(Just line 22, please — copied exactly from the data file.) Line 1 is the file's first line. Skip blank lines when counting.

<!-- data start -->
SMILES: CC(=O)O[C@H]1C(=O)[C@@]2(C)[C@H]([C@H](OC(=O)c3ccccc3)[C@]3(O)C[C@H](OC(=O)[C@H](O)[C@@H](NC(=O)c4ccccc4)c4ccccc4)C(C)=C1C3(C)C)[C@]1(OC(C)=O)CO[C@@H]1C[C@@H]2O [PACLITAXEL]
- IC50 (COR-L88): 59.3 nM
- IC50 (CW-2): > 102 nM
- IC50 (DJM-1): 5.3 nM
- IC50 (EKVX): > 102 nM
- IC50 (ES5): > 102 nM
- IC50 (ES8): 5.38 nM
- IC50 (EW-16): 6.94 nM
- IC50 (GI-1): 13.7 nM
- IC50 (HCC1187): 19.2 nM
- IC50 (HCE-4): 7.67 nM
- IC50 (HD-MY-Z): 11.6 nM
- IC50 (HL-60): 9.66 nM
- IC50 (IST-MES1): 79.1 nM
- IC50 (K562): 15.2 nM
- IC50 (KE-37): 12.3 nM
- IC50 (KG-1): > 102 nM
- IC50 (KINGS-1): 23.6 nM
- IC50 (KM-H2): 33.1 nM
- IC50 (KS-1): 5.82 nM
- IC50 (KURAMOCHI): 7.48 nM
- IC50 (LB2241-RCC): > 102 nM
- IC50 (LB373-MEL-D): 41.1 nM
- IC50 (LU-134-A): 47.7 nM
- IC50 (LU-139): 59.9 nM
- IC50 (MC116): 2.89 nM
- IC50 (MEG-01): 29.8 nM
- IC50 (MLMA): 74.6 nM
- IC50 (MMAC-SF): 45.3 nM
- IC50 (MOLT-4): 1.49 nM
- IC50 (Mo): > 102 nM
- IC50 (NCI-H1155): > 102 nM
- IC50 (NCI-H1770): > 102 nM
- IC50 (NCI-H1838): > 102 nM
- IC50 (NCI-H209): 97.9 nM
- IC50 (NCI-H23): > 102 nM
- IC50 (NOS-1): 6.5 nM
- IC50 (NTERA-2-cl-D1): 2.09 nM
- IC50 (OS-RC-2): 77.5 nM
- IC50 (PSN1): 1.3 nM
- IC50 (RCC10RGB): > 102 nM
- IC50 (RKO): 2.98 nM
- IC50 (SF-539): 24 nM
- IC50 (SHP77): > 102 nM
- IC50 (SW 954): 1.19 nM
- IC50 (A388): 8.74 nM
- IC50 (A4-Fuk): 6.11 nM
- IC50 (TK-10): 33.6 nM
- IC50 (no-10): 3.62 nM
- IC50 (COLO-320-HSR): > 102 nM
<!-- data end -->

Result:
- IC50 (LB2241-RCC): > 102 nM